Written by Adrian Brune
A call came in; an urgent dispatch went out. A far Rockaways resident – partially blind and in declining health – on one of the top floors of a high rise had gone without his diabetes medication for days. He needed urgent assistance.
Nurse Margie Simmons and Jeff Lichorobiec, a mental health specialist – both volunteers with the Red Cross – contacted area pharmacies for an emergency supply. After one pharmacy turned them away, the NAACP Disaster Relief Team took the case: Driving over to the apartment of Rabbi Melvin Williams, the team – known internally as the “strike team” – loaded Mr. Williams into the van and took him to a local Duane Reade where the prescription was signed, sealed and delivered without a hitch.
Williams’ invitation to Christmas dinner was just a bonus for the strike team, a crew of about 100 members from chapters across the country that has been on scene to assist victims of Hurricane Sandy since two days after the devastating storm made landfall on Oct. 29. With a 1981 mandate to work in tandem with the Red Cross whenever and wherever disaster hits – including New York 31 years later – the NAACP has helped put the city back together by feeding victims in Breezy Point, distributing supplies in Coney Island and, on occasion, triaging a convalescent in the Rockaways.
“The strike team enables us to be flexible and respond to the most urgent needs,” explains NAACP team leader Gene Collins who came from Odessa, Texas to assist in the Sandy relief effort. “The American Red Cross has been partnering closely with the NAACP – they do the work and we show up with the goods!” In addition to the emergency aid, another NAACP coalition of state leaders, volunteers and staff also apprised the Red Cross of unmet needs in underserved and isolated communities overlooked by disaster first-responders. African-American communities are disproportionately vulnerable to and impacted by disasters, according to the NAACP, and their socio-economic vulnerability is based on multiple factors, including pervasive lack of wealth, compromised quality of housing stock and a relative lack of mobility.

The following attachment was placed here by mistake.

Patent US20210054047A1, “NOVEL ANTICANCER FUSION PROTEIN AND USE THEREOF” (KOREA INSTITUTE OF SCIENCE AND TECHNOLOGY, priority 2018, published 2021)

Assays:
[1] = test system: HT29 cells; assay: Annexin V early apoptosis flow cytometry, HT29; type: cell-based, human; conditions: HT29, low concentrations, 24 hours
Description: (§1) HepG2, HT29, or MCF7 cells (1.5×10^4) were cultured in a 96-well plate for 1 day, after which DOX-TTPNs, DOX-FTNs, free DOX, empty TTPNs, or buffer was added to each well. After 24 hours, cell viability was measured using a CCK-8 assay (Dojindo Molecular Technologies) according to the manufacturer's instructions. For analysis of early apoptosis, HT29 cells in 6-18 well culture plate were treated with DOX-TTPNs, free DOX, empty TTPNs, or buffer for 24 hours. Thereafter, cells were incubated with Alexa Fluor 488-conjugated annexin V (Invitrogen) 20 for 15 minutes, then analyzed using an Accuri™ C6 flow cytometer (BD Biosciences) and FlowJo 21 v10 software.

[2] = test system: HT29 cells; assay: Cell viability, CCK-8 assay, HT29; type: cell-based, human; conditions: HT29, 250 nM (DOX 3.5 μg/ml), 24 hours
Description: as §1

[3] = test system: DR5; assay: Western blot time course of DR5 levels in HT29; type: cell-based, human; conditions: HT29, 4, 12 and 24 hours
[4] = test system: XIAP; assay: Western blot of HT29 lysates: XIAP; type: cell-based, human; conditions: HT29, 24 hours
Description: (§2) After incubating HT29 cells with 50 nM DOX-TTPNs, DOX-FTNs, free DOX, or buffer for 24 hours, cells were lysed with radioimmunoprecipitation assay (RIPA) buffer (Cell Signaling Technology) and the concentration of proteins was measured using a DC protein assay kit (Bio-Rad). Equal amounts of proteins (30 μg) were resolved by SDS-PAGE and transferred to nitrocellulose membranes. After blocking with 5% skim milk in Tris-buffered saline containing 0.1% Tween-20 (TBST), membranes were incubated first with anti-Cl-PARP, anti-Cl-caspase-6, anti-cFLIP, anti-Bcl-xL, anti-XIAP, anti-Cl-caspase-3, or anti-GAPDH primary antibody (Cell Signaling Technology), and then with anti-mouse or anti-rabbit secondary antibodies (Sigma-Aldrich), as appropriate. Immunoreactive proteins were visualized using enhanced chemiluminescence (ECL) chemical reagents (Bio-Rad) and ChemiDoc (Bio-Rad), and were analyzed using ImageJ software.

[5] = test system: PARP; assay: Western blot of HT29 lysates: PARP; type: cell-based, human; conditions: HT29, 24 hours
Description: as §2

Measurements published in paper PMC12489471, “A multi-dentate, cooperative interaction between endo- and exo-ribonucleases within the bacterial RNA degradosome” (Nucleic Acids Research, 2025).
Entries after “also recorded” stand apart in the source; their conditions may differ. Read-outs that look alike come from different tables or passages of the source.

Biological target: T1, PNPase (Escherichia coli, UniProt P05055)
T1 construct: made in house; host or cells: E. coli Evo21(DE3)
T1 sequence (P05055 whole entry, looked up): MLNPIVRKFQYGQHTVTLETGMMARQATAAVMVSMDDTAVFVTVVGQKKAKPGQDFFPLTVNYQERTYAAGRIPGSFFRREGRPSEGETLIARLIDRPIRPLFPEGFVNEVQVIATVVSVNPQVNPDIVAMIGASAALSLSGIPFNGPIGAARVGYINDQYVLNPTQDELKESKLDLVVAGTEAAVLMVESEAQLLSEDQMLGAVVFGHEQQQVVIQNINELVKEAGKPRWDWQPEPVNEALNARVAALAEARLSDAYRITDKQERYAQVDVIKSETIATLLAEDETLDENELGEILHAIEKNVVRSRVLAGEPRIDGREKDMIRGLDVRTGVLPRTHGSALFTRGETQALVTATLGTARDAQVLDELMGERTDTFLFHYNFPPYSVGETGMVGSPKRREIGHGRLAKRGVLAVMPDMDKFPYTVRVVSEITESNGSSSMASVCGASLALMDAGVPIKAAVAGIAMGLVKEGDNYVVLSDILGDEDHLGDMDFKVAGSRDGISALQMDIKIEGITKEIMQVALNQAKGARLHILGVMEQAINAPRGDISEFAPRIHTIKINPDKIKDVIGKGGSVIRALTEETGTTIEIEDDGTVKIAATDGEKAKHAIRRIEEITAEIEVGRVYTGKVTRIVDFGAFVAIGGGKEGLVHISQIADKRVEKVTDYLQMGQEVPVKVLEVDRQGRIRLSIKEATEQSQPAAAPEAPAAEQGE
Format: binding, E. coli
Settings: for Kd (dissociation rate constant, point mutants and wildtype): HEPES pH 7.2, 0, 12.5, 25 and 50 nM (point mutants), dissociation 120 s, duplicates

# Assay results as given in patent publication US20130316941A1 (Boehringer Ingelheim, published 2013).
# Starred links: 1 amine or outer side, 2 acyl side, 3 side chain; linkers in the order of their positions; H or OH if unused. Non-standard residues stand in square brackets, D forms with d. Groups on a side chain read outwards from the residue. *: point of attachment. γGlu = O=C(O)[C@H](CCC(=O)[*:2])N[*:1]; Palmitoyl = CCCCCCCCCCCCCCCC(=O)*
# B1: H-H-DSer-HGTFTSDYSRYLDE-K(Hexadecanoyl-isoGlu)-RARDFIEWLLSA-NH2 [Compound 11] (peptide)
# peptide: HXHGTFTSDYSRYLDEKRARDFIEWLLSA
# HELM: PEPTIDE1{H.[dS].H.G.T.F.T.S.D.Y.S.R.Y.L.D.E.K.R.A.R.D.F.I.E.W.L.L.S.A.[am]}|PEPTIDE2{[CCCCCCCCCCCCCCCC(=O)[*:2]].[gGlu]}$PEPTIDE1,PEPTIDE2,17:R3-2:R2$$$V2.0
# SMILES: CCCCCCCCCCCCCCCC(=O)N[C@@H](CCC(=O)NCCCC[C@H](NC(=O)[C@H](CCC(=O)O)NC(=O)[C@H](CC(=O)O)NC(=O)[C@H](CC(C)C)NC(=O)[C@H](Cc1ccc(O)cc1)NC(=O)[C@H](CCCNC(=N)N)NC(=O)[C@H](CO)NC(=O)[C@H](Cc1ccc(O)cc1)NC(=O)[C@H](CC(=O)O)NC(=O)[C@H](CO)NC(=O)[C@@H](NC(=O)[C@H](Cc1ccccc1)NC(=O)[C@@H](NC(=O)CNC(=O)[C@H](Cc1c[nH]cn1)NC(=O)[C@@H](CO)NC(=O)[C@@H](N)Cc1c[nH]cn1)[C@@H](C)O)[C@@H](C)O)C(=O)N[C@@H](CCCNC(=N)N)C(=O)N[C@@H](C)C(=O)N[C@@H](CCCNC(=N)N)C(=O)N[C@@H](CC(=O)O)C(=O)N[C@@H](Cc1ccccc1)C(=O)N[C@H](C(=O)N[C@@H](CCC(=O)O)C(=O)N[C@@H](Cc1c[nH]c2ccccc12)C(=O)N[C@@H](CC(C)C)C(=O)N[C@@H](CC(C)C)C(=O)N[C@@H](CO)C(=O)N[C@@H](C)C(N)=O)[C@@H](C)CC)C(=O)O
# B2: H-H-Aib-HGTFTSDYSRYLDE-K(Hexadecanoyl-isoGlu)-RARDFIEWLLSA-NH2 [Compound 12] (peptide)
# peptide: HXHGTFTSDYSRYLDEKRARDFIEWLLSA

The strike team, the local NAACP and the Red Cross aim to change this dynamic. To that end, they have dispatched volunteers like Sheila Johnson, who has acted as the eyes and ears of the cross-cultural disaster effort, ensuring the marginalized are not forgotten.
“Red Cross disaster work takes me back to my college days when I felt I could make a difference,” said Johnson, a former probation officer from Corpus Christi, Texas, who worked with the NAACP-Red Cross Community Partnerships program in New York. “This is an important role in which I can utilize my education and life experiences to do my part.”
Because of the strike team’s ability to connect with the communities it serves, it can act fast. When one housing project in Brooklyn reached out for support in early November, the strike team reached back with hot meals and 5,000 blankets. In mid-November, the strike team turned up at a Rockaway community meeting with the Long Island Power Authority to advocate for expedited power restoration to one of the most heavily damaged areas hit by Superstorm Sandy.
“Everyone of the Red Cross members has been angelic in their desire and efforts to serve this com-munity that somehow was not initially flagged as hard hit by the storm,” wrote Tanagra Bledman on the NAACP’s Disaster Relief Team’s Facebook page. “In particular, the NAACP partnership with the Red Cross has been instrumental in directing the aid – and the delivery drivers – who have been patient and strong,” added Ms. Bledman, a resident of Rosedale, Queens, which lies directly between the outer borough and Long Island.
In another instance, Collins and Johnson teamed with Dr. Edward Williams, president of the NAACP Far Rockaway Branch, to bring much-needed goods to one of the most isolated communities affected by Hurricane Sandy. Dr. Williams’ relationships with local groups allowed for flexibility in finding last-minute distribution locations. The team gave out thousands of clean up kits, relief items for coping with the cold dark nights, diapers and other necessities.
“The NAACP is thankful for the partnership with the Red Cross and all that you’re doing,” Dr. Williams commented on the collaboration. “You’re like a godsend and great effort for this community.”
One of their most memorable missions came two weeks after the storm. During the team’s roving operation, it came upon a family concerned about their 79-year-old aunt who had not reported to them since Sandy struck. After finding out she lived on the 17th floor of a high rise apartment building in Queens, the NAACP and Red Cross volunteers climbed the 17 floors. Collins and two others, Leonard Favorite and James Richardson, reached the woman within minutes.
“I knocked on the door and told her ‘I came all the way from Texas to rescue you,’” Favorite said.
He then carried her to the ground floor and re-united her with her family.